Screenshot 2016-06-21-13-03-33

This isn’t a terribly difficult accomplishment. Use the show’s sound effects, music, and other bits to create the right ambiance. Throw in the comic-book pop of the visuals and you’re mostly there. Game of Drones looks and sounds perfectly Futurama. Even the minor bits of dialogue to push the absurdly amusing plot along are fun. There’s even a fake Twitter-like service called Twitcher, which will send you character tweets (or twitches, I suppose) throughout the day if you want.

More importantly, the game takes the now-trite concept of matching lines of objects into consistently new directions. There are around 300 levels in Game of Drones—and good luck to anyone hoping to complete them all—and what could easily be a monotonous, unchanging slog is instead a veritable rainbow of new challenges. There are regular additions to the seemingly simple concept. New elements appear in the game—shields, tiles, and shipping boxes that require multiple matches to break, brain slugs that reproduce if you don’t dispatch them each turn, strategic power-ups that can change the board dynamics with massive destruction, pizza deliveries and explosives. Even the boards themselves are constantly changing in shape and complexity.

Just when you get comfortable with one addition to the game play, Futurama adds something new to complicate things. It’s impressive and addictive. Better yet, this is one of the few games of its type where I actually found myself trying to think strategically. Since you only have a certain number of moves to complete a level, there’s a distinct economy of risk and reward. Frequently tasked with destroying a certain number of specific drones (like 38 blue ones and 42 yellow, for instance), you’ll need to weigh the benefits of matching a five- or six-long string of other drones to earn a power-up that can wipe out a whole line of drones.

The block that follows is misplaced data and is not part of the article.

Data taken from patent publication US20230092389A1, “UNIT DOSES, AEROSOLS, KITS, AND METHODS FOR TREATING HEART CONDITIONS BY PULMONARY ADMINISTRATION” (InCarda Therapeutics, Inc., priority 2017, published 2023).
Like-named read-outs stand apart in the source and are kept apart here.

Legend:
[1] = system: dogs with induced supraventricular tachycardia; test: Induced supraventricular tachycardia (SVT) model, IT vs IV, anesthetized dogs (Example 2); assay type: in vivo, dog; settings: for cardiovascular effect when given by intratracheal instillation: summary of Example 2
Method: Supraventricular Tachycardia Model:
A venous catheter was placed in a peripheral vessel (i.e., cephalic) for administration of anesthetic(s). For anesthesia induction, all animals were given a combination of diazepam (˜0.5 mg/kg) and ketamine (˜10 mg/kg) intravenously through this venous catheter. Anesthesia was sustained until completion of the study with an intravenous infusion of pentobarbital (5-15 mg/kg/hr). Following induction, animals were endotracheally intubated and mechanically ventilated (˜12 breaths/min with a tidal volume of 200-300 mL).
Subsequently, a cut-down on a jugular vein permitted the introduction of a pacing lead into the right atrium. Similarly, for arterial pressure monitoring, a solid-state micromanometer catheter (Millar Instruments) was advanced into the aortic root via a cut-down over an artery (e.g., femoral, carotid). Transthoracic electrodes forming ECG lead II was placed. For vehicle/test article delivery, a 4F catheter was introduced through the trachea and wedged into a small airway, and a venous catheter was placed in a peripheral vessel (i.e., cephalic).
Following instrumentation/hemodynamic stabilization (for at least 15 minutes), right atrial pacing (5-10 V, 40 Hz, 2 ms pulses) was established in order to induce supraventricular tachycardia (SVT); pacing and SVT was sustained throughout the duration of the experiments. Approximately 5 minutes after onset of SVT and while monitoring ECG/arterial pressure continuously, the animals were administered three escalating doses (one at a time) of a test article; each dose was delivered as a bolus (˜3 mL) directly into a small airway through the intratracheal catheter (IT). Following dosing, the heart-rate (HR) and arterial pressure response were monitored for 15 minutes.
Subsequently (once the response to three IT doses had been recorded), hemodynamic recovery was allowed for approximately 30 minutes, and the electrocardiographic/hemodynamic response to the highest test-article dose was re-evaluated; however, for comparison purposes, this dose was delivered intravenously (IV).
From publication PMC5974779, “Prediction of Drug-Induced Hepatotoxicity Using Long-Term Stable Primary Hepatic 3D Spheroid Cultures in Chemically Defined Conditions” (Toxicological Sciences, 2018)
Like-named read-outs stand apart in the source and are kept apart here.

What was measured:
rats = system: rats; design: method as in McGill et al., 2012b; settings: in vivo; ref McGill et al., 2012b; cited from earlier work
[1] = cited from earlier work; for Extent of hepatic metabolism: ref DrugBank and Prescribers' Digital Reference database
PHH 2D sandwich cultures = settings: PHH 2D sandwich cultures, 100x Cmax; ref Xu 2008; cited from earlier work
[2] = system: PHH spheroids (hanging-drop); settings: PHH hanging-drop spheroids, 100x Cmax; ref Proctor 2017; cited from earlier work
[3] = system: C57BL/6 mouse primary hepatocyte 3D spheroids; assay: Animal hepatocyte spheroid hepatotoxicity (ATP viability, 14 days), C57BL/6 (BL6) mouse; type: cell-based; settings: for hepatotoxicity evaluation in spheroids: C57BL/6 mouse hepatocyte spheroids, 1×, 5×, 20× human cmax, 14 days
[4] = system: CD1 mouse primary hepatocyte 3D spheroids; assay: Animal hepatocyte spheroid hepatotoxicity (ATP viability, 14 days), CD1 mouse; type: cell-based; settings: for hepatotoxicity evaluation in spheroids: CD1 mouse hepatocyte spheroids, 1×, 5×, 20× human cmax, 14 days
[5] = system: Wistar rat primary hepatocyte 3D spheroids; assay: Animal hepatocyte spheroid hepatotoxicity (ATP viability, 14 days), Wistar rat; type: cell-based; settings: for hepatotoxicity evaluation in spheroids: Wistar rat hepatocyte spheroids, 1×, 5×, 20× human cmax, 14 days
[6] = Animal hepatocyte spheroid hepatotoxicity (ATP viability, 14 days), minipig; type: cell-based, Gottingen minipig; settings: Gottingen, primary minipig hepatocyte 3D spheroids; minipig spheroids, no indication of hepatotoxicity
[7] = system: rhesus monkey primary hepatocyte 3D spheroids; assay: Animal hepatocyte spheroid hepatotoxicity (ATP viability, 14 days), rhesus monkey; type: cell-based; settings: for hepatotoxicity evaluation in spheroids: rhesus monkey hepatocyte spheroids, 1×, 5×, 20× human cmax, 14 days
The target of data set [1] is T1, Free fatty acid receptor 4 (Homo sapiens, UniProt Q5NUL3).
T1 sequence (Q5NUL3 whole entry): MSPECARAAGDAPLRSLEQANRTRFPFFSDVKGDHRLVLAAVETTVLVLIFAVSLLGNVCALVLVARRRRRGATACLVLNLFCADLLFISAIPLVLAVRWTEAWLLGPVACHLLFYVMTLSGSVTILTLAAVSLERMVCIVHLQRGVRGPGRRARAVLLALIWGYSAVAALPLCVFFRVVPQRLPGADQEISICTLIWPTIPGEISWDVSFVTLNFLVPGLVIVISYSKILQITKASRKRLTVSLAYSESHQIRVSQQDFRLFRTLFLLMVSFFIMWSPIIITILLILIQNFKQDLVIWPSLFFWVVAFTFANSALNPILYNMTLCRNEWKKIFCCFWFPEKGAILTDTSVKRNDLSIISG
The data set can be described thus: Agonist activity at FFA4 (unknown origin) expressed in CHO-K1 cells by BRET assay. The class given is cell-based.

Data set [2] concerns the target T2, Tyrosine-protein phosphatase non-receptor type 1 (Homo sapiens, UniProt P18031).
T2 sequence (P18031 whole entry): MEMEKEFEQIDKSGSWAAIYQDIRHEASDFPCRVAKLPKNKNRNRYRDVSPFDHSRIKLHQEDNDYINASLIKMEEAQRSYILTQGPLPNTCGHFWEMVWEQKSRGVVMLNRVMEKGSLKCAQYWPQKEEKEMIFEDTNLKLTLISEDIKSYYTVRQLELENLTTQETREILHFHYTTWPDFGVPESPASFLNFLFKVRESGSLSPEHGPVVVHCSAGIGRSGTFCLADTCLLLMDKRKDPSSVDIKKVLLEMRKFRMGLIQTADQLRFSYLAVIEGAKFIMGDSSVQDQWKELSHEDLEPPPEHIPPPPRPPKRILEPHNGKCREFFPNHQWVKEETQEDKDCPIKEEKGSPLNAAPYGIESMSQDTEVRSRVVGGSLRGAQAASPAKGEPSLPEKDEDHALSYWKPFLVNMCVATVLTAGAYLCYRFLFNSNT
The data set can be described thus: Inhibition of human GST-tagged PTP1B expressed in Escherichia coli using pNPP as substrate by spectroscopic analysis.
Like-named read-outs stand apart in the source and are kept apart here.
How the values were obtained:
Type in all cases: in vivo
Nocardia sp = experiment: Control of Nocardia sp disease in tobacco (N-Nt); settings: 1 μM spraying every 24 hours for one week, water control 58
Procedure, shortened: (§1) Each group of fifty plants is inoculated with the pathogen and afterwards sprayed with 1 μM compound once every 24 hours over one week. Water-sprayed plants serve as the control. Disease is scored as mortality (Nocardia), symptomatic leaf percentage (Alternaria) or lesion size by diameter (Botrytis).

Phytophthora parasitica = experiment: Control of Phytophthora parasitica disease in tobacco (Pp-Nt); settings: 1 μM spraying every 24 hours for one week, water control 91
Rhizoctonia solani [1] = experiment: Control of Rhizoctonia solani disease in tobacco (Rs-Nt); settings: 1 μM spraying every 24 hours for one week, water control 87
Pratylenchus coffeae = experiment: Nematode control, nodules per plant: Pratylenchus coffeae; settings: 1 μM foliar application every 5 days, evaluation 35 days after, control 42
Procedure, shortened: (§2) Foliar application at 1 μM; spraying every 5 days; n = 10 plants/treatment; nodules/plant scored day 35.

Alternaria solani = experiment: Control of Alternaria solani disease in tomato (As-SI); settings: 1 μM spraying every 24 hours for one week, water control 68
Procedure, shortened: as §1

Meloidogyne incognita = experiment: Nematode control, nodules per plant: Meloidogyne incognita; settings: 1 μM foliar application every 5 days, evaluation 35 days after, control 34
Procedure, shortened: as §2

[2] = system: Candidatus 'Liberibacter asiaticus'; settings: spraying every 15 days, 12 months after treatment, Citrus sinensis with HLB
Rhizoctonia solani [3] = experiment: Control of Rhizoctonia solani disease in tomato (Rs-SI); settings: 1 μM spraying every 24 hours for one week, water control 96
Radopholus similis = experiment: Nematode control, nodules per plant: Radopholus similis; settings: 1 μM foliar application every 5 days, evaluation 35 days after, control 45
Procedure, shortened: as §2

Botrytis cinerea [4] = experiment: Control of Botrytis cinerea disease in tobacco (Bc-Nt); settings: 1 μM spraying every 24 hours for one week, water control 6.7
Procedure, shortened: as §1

The level design frequently tries to fool you into destroying objects extraneous to the actual goal and as things progress, some of the puzzles are brutally hard. Such levels rely on equal parts skill and luck to win. That said, I have yet to encounter a level where I felt anything close to the compulsion to buy some kind of cheat item to get past it. Game of Drones skirts the fine line between being challenging and outright cheating to get players to spend money.

There’s no shortage of mediocre offerings on app stores—thousands of new games constantly add to the collective every month. So when something comes around that takes something familiar and runs with it in the right direction, it’s worth noting. Futurama Game of Drones is first and foremost a fine homage to a great series, but more than that, it’s just an ideal example of how free-to-play doesn’t have to mean greedy, bottom of the barrel crap.


Jason D'Aprile has been covering games and entertainment for the last three decades across a variety of platforms, many of which are now extinct. In addition to covering gaming (both obscure and otherwise), he also writes a bit of the odd fiction and tries hard to avoid social media.